Lockdowns are Green
I observed the lockdown last April; it was easy, the weather was outstanding, there was long awaited decorating to be done at home, and finally I had time to put my allotment in order. For a week or two I listened to the news and became increasingly paranoid about getting ill. To the point that in Aldi, my heart began to pound, tunnel vision set in and I thought a heart attack was on the cards. I went home and, standing in my kitchen, tore myself off a strip, told myself to pull myself together or I would be giving myself something to worry about, a stroke or even a desire to jump off a cliff.
Thereafter, I promised myself to take care, but not to overthink the pandemic. Actually I don’t use the word, neither will I use the word ‘bubble’ in relation to my social life, not that I have one, some things never change! After that I got on very well. I gardened, lazed in my hammock reading lots of books I’d had for years and not got around to reading and, in the allotment grew some nice vegetables, while also being able to shout to fellow allotmenteers and put the world to rights.
I went back to work in July, ferried lots of holidaymakers about, putting the world to rights with them too. It was good to be back.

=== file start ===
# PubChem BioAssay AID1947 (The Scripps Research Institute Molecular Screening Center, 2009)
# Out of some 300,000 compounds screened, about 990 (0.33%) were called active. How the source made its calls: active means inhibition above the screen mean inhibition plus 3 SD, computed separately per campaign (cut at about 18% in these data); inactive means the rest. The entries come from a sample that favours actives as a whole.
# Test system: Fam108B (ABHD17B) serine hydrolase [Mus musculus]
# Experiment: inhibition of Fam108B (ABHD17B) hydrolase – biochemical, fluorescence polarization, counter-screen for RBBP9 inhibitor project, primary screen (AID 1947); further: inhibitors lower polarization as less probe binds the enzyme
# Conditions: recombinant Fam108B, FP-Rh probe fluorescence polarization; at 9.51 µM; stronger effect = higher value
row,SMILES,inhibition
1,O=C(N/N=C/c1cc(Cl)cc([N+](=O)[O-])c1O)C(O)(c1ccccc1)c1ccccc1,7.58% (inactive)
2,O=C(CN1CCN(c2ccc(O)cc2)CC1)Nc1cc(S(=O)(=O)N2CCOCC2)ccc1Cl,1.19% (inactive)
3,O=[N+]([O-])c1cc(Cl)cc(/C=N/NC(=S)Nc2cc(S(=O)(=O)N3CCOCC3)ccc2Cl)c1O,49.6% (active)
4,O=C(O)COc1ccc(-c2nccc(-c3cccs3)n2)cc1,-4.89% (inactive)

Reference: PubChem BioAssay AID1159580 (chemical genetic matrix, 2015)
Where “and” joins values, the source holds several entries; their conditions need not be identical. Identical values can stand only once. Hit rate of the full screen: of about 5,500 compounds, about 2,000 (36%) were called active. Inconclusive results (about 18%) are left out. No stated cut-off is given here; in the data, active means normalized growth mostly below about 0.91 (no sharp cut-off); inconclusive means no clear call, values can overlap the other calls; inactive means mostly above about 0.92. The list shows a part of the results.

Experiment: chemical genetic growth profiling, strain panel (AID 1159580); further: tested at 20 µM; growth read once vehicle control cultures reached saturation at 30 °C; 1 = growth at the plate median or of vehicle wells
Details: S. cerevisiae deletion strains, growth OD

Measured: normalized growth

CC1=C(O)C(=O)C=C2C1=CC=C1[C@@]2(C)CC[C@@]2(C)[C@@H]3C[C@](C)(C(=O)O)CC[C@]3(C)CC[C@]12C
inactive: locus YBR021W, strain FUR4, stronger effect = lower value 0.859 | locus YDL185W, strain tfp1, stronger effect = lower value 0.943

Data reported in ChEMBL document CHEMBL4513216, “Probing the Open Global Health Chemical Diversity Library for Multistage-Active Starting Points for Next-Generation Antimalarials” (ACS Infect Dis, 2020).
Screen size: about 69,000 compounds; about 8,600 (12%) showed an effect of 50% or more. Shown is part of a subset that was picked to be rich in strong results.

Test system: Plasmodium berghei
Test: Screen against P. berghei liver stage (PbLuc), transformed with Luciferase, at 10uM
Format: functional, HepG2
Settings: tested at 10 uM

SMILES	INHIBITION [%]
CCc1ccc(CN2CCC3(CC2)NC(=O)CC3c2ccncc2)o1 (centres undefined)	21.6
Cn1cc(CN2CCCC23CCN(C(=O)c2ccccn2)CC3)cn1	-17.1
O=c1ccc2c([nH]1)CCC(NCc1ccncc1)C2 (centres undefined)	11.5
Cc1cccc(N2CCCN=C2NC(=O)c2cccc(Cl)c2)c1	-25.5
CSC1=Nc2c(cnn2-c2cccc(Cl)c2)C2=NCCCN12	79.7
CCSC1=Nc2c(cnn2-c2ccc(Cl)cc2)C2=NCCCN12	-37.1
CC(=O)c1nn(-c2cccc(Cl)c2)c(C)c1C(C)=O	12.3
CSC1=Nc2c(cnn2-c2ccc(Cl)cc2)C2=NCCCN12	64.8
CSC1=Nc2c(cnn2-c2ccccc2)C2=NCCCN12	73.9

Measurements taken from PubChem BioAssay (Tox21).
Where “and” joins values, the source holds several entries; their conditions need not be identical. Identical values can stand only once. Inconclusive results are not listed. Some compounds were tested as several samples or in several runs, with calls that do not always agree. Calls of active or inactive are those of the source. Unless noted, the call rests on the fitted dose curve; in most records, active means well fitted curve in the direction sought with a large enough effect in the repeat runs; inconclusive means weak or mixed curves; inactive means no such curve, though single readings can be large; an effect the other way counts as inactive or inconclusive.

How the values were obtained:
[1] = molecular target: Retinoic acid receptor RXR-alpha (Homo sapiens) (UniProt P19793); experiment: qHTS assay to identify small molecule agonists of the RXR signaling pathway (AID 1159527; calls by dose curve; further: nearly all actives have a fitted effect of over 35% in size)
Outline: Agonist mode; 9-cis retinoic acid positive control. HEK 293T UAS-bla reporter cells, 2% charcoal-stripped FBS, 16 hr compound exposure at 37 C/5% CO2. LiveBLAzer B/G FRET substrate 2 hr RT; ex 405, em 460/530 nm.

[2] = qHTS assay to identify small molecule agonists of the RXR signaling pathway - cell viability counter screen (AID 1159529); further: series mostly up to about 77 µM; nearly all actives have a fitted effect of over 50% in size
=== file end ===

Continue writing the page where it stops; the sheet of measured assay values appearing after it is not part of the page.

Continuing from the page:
The second lockdown I chose to carry on working. The weather was wintry, not conducive to outdoor work, and all our customers were very respectful, grateful to us for working. None of the drivers became ill, and I got optimistic reports from various reliable sources that we in Cornwall were doing very well.
Now, in lockdown again, I am continuing to work. I have my opinions on the way our government has handled and is handling these troubled times, as I’m sure everyone has.
As I write this I am glancing over to my gate posts on which I sprinkle bird seed each day. I have pigeons and blackbirds (or are they crows?) come down to eat. One good thing about the quieter year we have had is that it’s given nature a bite of the apple, a chance to heal, if only a little.
I have missed, not in any order, car boots, writing group meetings, smiles on faces and oh, visits to the library. Finally I hold firm the thought that there have been more serious plagues and pandemics, and we shall get through this one as we have done before. It will be interesting to see what the history books make of it in the fullness of time.
Volume 35 no 4 March – April 2021